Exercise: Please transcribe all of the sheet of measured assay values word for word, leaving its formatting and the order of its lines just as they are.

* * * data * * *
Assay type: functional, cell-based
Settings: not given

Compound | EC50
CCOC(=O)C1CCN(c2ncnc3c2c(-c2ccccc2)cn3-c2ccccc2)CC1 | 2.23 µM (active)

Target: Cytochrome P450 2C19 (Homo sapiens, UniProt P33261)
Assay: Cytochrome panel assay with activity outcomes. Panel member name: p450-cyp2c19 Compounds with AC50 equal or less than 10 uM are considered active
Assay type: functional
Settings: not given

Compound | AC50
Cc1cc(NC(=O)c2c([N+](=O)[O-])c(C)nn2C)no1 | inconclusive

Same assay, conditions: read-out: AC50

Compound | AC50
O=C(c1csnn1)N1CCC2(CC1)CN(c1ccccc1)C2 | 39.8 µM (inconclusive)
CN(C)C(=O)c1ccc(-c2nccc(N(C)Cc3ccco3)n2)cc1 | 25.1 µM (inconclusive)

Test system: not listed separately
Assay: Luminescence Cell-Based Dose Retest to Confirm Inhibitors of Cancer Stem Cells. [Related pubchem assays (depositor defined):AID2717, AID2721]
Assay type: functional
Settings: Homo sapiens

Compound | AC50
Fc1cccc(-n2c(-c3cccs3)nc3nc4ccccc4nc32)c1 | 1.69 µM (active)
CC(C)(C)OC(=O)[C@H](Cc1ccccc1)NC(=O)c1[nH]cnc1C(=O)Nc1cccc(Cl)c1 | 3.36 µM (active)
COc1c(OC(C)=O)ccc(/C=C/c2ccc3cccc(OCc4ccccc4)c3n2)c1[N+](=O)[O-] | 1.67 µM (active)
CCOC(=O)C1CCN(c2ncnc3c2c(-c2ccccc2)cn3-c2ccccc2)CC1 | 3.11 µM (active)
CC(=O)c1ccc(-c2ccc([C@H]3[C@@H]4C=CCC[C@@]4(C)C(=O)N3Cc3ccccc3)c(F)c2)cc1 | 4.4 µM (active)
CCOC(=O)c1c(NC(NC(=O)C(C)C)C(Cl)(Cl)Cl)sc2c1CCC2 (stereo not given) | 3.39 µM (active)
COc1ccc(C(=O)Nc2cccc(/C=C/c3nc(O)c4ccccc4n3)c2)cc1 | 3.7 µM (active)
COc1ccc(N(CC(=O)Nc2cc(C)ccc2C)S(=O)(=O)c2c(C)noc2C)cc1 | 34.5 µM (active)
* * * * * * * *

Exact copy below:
Assay type: functional, cell-based
Settings: not given

Compound | EC50
CCOC(=O)C1CCN(c2ncnc3c2c(-c2ccccc2)cn3-c2ccccc2)CC1 | 2.23 µM (active)

Target: Cytochrome P450 2C19 (Homo sapiens, UniProt P33261)
Assay: Cytochrome panel assay with activity outcomes. Panel member name: p450-cyp2c19 Compounds with AC50 equal or less than 10 uM are considered active
Assay type: functional
Settings: not given

Compound | AC50
Cc1cc(NC(=O)c2c([N+](=O)[O-])c(C)nn2C)no1 | inconclusive

Same assay, conditions: read-out: AC50

Compound | AC50
O=C(c1csnn1)N1CCC2(CC1)CN(c1ccccc1)C2 | 39.8 µM (inconclusive)
CN(C)C(=O)c1ccc(-c2nccc(N(C)Cc3ccco3)n2)cc1 | 25.1 µM (inconclusive)

Test system: not listed separately
Assay: Luminescence Cell-Based Dose Retest to Confirm Inhibitors of Cancer Stem Cells. [Related pubchem assays (depositor defined):AID2717, AID2721]
Assay type: functional
Settings: Homo sapiens

Compound | AC50
Fc1cccc(-n2c(-c3cccs3)nc3nc4ccccc4nc32)c1 | 1.69 µM (active)
CC(C)(C)OC(=O)[C@H](Cc1ccccc1)NC(=O)c1[nH]cnc1C(=O)Nc1cccc(Cl)c1 | 3.36 µM (active)
COc1c(OC(C)=O)ccc(/C=C/c2ccc3cccc(OCc4ccccc4)c3n2)c1[N+](=O)[O-] | 1.67 µM (active)
CCOC(=O)C1CCN(c2ncnc3c2c(-c2ccccc2)cn3-c2ccccc2)CC1 | 3.11 µM (active)
CC(=O)c1ccc(-c2ccc([C@H]3[C@@H]4C=CCC[C@@]4(C)C(=O)N3Cc3ccccc3)c(F)c2)cc1 | 4.4 µM (active)
CCOC(=O)c1c(NC(NC(=O)C(C)C)C(Cl)(Cl)Cl)sc2c1CCC2 (stereo not given) | 3.39 µM (active)
COc1ccc(C(=O)Nc2cccc(/C=C/c3nc(O)c4ccccc4n3)c2)cc1 | 3.7 µM (active)
COc1ccc(N(CC(=O)Nc2cc(C)ccc2C)S(=O)(=O)c2c(C)noc2C)cc1 | 34.5 µM (active)